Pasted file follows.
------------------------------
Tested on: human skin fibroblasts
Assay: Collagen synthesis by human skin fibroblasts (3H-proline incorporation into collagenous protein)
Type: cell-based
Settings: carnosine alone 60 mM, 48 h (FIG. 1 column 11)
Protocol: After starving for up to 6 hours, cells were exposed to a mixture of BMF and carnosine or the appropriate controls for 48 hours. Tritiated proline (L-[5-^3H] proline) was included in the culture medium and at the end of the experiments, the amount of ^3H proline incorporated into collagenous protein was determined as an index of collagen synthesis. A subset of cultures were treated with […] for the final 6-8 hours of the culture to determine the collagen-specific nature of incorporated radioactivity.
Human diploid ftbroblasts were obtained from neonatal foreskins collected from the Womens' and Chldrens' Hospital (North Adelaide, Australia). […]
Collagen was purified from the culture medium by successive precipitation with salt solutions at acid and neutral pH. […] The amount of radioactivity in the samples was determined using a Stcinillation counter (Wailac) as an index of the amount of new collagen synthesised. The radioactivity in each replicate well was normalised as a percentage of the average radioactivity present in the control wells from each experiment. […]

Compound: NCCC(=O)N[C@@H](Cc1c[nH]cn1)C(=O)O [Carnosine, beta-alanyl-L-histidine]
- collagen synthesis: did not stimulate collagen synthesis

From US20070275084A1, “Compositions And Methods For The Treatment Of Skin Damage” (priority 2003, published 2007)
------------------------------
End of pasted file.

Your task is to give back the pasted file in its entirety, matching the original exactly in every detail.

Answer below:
Tested on: human skin fibroblasts
Assay: Collagen synthesis by human skin fibroblasts (3H-proline incorporation into collagenous protein)
Type: cell-based
Settings: carnosine alone 60 mM, 48 h (FIG. 1 column 11)
Protocol: After starving for up to 6 hours, cells were exposed to a mixture of BMF and carnosine or the appropriate controls for 48 hours. Tritiated proline (L-[5-^3H] proline) was included in the culture medium and at the end of the experiments, the amount of ^3H proline incorporated into collagenous protein was determined as an index of collagen synthesis. A subset of cultures were treated with […] for the final 6-8 hours of the culture to determine the collagen-specific nature of incorporated radioactivity.
Human diploid ftbroblasts were obtained from neonatal foreskins collected from the Womens' and Chldrens' Hospital (North Adelaide, Australia). […]
Collagen was purified from the culture medium by successive precipitation with salt solutions at acid and neutral pH. […] The amount of radioactivity in the samples was determined using a Stcinillation counter (Wailac) as an index of the amount of new collagen synthesised. The radioactivity in each replicate well was normalised as a percentage of the average radioactivity present in the control wells from each experiment. […]

Compound: NCCC(=O)N[C@@H](Cc1c[nH]cn1)C(=O)O [Carnosine, beta-alanyl-L-histidine]
- collagen synthesis: did not stimulate collagen synthesis

From US20070275084A1, “Compositions And Methods For The Treatment Of Skin Damage” (priority 2003, published 2007)